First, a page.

Intel Developer Forum Spring 2004 - Wrapupby Derek Wilson on February 23, 2004 8:44 PM EST
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Pat Gelsinger's presentation began with a bit of a history lesson taking us from kilobyte to gigabytes. What followed was a discussion of how Intel will attack the "Era of Tera" as Pat dubbed the next step up.
Much of the rest of the keynote was geared toward answering the questions of why we need "tera" anything, and how Intel plans to approach the problem of achieving such high performance computing. The answer to the first question came back to reflect what Sean Maloney had said about broadband pushing computer systems to their limit: recognition, mining, and synthesis of data (for which Gelsinger used the poorly chosen acronym RMS). Essentially, Gelsinger is saying that the "Era of Tera" will allow us to operate quickly on massive data sets to identify very complex patterns and situations, as well as help us generate data that blurs the lines of reality.
As examples of usefulness, Pat mentioned that computers were able to detect the possibility of what happened on September 11, but they were a week or two late in doing so. Data mining would allow us to do such things as search the web for image data based on what the image actually looked like. As for an example of synthesis, we were shown a demo of realtime raytracing. Visualization being the infinitely parallelizable problem that it is, this demo was a software renderer running on a cluster of 23 dual 2.2GHz Xeon processors. The world will be a beautiful place when we can pack this kind of power into a GPU and call it a day.
Of course, we still need to answer the question of how we are going to get from here to there. As surprising as it may seem, Intel's answer isn't to push for ever increasing frequencies. With some nifty charts and graphs, Pat showed us that we wouldn't be able to rely on increases in clock frequency giving us the same increases in performance as we have had in the past. The graphs showed the power density of Intel processors approaching that of the sun if it remains on its current trend, as well as a graph showing that the faster a processor, the more cycles it wastes waiting for data from memory (since memory latency hasn't decreased at the same rate as clock speed has increased). Also, as chips are fabbed with smaller and smaller processes, increasing clock speeds will lead to problems with moving data across around a chip in less than one clock cycle (because of interconnect RC delays).
In addition to clock speed not being able to pull us out of the mud, architectural advances in processors are limited by the maximum instruction level parallelism (ILP) available in any given program (the max amount of work a processor can do is limited because not all instructions can be completed in parallel: some instructions are dependant on the result of other instructions). Since the average maximum ILP isn't increasing in programs, we will need to find another way to increase the performance of a processor.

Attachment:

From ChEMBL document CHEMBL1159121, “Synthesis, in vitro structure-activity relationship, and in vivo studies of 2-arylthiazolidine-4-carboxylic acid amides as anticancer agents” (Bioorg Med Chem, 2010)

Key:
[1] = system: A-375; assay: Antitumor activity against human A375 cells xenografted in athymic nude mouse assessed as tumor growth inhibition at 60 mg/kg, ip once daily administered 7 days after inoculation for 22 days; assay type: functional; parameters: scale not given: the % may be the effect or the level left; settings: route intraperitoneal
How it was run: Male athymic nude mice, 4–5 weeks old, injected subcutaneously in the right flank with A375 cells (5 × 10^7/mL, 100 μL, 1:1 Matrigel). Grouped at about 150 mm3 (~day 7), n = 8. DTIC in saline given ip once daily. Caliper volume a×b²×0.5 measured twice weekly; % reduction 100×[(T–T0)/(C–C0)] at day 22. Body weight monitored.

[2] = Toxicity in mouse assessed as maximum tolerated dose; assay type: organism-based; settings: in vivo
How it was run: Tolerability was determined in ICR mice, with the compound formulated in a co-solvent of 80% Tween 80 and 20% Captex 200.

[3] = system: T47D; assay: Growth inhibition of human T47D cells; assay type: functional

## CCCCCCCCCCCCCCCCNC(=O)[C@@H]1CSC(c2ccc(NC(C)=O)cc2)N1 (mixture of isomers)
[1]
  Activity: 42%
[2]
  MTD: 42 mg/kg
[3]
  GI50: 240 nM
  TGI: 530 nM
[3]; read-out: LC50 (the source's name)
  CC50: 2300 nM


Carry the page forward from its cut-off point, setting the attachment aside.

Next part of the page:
If clock frequency isn't going to get us anywhere, and we are hitting a wall with increasing how many instructions per cycle we can complete in a single program, the only other option is to increase parallelism on the thread level. Rather than trying to get more done in a single program or thread, we will have to have multiple processors running independent code at the same time. Intel's first step in this direction was the baby step of Hyper Threading, but dual core, multicore and massively multicore processors are on the horizon for Intel.
In addition to massively multicore architectures, Intel needs to eliminate bottlenecks from other parts of the system as well. One of the ways they plan on doing this is via a feature called Helper Threads. Apparently, half of the execution time of any given processes is spent waiting for data. If that data could be available in the cache for the processes when they needed it, everything would run much faster. Helper Threads are apparently able to warm up the cache for a specific process when they would normally have a cache miss. In the demo of Helper Threads Intel ran a benchmark on an Itanium processor and a "research Itanium," and we saw 8.9% speedup and 23% fewer cache misses from the Helper Thread enabled side.
One of the other paths Intel is looking down is adaptability. Adaptive body biasing (forward biasing a transistor when it is on, and reverse biasing when it is off) to increase performance and decrease power lost to leakage is being explored on the silicon level. On the large scale, adaptive architectures and platforms are being explored. Reconfigurable architectures such as adaptive wireless radio arrays that can be easily reconfigured to work with multiple types of wireless networks are another example of the kind of adaptability Intel wants to see evolve in the future.
By utilizing massive multiprocessing and adaptive/programmable architectures, the hope is that systems will be able to form themselves to the needs of the programs they are running while doing as many things as possible in any given nanosecond (or part thereof as the case may be).
Of course, that's the future. Dual core processors aren't even going to be showing up this year (though next year might be a different story if we are lucky), and reconfigurable and adaptive computing has been discussed for a very long time. It is very exciting to see what some of the visions Intel's farthest looking people have to say about where we are headed, but it also serves to make us a little bit like the next few years will be an eternal day-before-Christmas.